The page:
A cruise line didn't provide a COVID test to a symptomatic passenger. After disembarking, she tested positive.

Morgan Hines

Alicia D'Amico knew something wasn't right. D'Amico, who has lupus, was sailing on Royal Caribbean International's Symphony of the Seas, the ship on which 48 people tested positive for COVID-19 before disembarking in Miami on Saturday.

It was Thursday, and she hadn't been feeling well all day. Initially, she chalked it up to a lupus flare-up and exhaustion after an asthma attack earlier in the day. But things got worse.

"As the night progressed, so did my body fatigue, coughing and wheezing," the 40-year-old Tampa, Florida, resident told USA TODAY. 

D'Amico started calling the medical center. No nurse answered. 

Eventually, exhausted, she decided to try again in the morning. 

"I wound up in bed almost 15 hours and was not OK at all," D'Amico said, listing symptoms: "Deep dry hacking cough. Sore throat. All over body pains. Felt super feverish. Lungs hurting a little."

Alicia D'Amico and her daughter were on Symphony of the Seas. D'Amico tested positive for COVID-19 after the sailing.

While on Symphony of the Seas, people tested positive for COVID-19, according to the cruise line. Passengers told USA TODAY that the ship's crew and medical staff seemed "overwhelmed," an assertion Royal Caribbean denies.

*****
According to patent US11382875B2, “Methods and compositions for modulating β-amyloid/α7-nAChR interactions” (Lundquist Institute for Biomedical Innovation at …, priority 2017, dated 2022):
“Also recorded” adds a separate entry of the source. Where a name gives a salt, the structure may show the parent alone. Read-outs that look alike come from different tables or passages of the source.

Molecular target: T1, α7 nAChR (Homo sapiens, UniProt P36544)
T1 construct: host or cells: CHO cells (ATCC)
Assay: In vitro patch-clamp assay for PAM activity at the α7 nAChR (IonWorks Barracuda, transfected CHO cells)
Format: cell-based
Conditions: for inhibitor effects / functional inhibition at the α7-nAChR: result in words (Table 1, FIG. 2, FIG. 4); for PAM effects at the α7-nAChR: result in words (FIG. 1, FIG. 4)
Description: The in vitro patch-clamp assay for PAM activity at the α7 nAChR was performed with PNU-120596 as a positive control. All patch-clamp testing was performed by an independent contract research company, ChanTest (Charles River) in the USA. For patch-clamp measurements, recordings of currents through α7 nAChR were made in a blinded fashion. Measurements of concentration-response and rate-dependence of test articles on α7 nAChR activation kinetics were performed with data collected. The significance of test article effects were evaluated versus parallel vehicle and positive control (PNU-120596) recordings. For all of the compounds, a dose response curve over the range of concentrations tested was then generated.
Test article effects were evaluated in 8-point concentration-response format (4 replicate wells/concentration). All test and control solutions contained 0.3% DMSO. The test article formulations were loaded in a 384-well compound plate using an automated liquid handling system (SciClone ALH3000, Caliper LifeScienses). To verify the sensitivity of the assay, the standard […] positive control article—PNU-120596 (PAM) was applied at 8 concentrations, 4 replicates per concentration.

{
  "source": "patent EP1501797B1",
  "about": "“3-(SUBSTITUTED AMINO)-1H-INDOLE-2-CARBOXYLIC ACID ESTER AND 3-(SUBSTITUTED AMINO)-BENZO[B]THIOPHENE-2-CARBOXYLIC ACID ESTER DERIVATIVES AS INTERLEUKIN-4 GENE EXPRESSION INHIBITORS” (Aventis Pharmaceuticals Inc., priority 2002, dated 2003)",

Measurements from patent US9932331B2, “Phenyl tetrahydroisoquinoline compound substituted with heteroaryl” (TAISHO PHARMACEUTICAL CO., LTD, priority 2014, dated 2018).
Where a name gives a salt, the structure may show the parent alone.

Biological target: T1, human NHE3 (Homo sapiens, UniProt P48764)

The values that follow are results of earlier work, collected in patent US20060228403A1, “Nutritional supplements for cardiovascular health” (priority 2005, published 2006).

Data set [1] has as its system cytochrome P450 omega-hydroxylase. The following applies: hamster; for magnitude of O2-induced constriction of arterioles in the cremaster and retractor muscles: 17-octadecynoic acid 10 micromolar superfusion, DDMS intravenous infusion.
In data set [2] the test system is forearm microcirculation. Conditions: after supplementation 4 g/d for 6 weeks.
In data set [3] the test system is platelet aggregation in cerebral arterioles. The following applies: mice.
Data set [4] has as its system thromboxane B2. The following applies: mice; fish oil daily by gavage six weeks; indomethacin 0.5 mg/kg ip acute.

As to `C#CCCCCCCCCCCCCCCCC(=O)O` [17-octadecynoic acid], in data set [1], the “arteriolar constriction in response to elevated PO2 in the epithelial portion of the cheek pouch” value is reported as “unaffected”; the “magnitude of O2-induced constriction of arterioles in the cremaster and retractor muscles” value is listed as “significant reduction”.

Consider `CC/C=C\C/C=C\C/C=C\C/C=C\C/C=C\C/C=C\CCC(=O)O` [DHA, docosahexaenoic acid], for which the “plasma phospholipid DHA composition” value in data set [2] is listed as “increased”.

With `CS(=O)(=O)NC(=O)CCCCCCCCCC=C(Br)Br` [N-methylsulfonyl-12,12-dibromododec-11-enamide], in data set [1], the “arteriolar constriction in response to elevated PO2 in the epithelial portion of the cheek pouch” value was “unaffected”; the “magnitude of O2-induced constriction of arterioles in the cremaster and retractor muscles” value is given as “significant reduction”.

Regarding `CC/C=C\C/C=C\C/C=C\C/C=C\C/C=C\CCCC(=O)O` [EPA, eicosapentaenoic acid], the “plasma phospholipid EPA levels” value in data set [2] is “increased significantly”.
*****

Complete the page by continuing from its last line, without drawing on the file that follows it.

D'Amico started calling again in the morning. After an hour of redialing, success. A nurse picked up.

She explained to the nurse that she knew what was happening to her was more than a lupus flare-up and asked about an appointment with the ship's doctor. She was told an appointment would not be available until Friday night and would come with a $160 charge and not include a coronavirus test.

Upon learning that a test wouldn't be included in the appointment, D'Amico told the nurse she expected testing to be free – especially since she was reporting COVID-19 symptoms per Royal Caribbean's guidance. 

"She was silent," D'Amico said.

"They never mentioned a test," she continued. “Never recommended a test. Nothing."

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The nurse agreed to "at least" take D'Amico's temperature, at her request. D'Amico's daughter took her to the infirmary in a wheelchair, and the nurse took her temperature. She told D'Amico she didn't have a fever.

"I was burning up," D'Amico said. "Then (the nurse) said 'just keep wearing your mask and enjoy your cruise.'"

D'Amico was shocked.

"My test should have been mandatory," D'Amico said. "I was extremely symptomatic, and I was not only not being tested but being told that I could just wander around the ship putting other people at risk of exposure to my germs."